Tomato confit, or roasted tomatoes, is a beloved classic. Versions abound, from Alain Ducasse’s to Emeril’s favorite, by Daniel Boulud.
The secret is in a) the quality of the ingredients, and b) the slow roasting. Roasting tomatoes does wonders for their flavor, simultaneously intensifying and softening it until, well, magic.
The following recipe is adapted from Simple to Spectacular, by Jean-Georges Vongerichten and Mark Bittman. Serves 4 to 6.
12 plum tomatoes, ripe but not mushy*
1/3 cup extra-virgin olive oil
6 garlic cloves, minced*
1 tbsp dried thyme*
1 1/3 tsp coarse salt*
1. Preheat oven to 275 degrees F.
2. Cut out tomato core and cut an X into the smooth end. Drop tomatoes in boiling water for about 15-20 seconds, or until the skin loosens, then transfer to a bowl of ice water. Peel tomatoes, cut in half lengthwise, then scoop out seeds and pulp.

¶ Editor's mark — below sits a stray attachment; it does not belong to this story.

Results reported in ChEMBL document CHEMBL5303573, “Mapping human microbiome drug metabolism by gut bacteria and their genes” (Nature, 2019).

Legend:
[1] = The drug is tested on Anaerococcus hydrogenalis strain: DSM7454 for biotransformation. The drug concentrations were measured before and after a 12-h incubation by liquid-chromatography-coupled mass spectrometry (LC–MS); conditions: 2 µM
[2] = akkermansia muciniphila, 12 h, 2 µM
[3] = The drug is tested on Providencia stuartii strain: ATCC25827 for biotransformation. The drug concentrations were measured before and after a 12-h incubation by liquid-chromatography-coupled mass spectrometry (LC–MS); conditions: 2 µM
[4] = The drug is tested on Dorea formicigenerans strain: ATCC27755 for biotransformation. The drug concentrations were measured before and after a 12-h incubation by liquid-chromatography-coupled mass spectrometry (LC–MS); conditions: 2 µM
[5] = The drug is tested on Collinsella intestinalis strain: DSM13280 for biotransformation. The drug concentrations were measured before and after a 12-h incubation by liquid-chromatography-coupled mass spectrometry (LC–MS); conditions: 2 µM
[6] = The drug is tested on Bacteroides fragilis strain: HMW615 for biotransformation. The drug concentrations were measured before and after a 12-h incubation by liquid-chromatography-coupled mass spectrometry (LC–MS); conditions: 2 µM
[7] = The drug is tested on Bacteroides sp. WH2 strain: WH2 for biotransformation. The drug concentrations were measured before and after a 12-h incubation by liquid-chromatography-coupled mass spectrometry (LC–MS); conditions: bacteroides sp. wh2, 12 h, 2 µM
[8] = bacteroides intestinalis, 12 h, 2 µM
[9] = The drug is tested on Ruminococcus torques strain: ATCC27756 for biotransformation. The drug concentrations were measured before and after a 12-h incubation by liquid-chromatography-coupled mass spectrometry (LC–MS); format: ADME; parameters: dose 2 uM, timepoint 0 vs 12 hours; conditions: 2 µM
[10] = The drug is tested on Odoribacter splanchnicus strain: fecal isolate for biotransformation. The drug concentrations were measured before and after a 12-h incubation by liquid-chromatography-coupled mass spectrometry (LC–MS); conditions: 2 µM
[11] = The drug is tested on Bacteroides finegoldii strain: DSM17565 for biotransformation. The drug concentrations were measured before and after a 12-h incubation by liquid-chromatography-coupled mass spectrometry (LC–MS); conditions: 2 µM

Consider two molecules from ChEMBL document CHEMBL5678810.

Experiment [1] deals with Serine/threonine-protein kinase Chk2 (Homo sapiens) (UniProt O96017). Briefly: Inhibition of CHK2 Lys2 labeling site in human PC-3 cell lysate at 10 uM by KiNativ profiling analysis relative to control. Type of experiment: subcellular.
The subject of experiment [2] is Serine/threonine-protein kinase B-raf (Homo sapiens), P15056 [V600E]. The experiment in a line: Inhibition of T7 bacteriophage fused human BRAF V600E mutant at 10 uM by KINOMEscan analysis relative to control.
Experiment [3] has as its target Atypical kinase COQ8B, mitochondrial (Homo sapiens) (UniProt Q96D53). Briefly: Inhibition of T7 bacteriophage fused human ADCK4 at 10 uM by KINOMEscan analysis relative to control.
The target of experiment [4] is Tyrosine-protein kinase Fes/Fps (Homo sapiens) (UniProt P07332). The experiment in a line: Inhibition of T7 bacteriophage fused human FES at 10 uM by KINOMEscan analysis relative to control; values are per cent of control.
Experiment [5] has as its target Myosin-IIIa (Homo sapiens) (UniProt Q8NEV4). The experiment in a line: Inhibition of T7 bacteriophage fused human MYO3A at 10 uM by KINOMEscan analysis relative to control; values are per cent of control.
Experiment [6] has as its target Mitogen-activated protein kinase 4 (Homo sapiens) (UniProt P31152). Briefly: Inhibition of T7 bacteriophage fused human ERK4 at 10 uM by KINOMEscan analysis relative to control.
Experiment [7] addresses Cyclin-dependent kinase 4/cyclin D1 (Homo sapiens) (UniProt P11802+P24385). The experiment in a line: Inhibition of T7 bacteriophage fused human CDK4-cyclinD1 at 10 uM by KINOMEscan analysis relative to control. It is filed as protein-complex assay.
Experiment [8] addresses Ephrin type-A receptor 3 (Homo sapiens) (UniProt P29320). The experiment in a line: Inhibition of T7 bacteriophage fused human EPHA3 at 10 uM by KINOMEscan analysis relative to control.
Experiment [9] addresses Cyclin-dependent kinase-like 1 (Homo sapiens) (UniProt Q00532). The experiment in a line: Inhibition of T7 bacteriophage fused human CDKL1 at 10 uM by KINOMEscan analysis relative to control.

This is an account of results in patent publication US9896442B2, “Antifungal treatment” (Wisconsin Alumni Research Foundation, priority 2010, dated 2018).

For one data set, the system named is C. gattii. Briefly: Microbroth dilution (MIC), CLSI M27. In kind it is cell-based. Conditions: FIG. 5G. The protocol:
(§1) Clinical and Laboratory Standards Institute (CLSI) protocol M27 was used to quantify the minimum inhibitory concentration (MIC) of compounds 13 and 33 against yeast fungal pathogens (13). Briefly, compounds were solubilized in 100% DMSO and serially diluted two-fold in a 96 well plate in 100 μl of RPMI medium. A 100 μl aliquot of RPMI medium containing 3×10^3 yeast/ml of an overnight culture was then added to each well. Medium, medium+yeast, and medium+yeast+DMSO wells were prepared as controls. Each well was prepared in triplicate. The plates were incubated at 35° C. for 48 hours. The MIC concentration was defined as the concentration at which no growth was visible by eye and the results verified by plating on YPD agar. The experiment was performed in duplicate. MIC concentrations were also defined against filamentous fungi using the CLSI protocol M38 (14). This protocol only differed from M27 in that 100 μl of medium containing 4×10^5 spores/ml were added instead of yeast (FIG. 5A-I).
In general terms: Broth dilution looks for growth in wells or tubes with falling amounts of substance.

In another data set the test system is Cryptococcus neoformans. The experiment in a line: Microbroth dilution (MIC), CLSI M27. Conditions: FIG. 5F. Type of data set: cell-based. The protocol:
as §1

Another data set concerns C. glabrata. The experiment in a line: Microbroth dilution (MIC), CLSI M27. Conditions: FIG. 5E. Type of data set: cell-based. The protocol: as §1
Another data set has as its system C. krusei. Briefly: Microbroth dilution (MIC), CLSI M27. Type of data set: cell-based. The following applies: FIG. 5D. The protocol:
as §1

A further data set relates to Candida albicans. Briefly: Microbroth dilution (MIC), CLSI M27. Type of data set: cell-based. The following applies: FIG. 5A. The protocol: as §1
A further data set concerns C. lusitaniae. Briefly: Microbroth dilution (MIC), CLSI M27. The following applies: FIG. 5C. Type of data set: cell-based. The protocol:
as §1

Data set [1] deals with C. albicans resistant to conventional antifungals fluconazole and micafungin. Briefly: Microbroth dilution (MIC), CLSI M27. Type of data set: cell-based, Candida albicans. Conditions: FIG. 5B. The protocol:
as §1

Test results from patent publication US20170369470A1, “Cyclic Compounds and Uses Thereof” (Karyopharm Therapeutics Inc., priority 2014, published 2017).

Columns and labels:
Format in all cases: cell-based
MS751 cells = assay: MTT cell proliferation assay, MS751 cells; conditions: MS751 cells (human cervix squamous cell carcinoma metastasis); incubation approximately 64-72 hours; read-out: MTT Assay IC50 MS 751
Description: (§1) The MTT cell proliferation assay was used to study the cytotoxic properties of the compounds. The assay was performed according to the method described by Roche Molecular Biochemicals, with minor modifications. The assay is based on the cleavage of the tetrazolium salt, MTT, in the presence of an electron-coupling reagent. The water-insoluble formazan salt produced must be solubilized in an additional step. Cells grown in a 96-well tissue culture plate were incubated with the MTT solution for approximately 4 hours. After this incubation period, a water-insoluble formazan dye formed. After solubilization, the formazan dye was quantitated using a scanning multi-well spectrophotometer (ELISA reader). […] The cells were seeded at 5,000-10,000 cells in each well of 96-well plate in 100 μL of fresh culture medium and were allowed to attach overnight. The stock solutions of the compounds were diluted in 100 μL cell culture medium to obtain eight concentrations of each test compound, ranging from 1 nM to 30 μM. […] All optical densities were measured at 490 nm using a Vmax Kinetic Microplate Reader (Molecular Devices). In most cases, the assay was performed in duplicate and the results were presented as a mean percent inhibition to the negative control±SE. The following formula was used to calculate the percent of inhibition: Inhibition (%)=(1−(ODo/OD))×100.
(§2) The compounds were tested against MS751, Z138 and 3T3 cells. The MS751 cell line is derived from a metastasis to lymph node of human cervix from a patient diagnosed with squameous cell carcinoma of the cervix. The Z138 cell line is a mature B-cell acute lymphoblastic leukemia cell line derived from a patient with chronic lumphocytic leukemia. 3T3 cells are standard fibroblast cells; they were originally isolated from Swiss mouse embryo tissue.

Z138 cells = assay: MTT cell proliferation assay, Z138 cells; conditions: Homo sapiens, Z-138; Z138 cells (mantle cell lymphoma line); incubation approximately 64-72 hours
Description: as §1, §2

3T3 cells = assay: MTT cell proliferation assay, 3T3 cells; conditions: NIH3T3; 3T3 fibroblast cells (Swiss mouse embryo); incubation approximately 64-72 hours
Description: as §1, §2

3. Line a baking sheet with aluminum foil, and place tomatoes cut side down onto sheet. Cover tomatoes with olive oil, then sprinkle evenly with the garlic, thyme and salt.
4. Place in oven and cook for two hours or more, turning both the tomatoes and the baking sheet every 30 minutes. Serve with French bread.
*original recipe calls for 12 plum tomatoes OR 6 large tomatoes, 6 cloves of garlic, peeled and lightly crushed, 6 sprigs thyme, and 1 tsp coarse salt.
I tried this recipe and the flavor is unbelievable! Delicious and unlike anything else. The hardest part is waiting for them to be ready, because the aroma as they are cooking is almost as good as the final product.
These tomatoes are magic, and you know that they are good for you. Great recipe!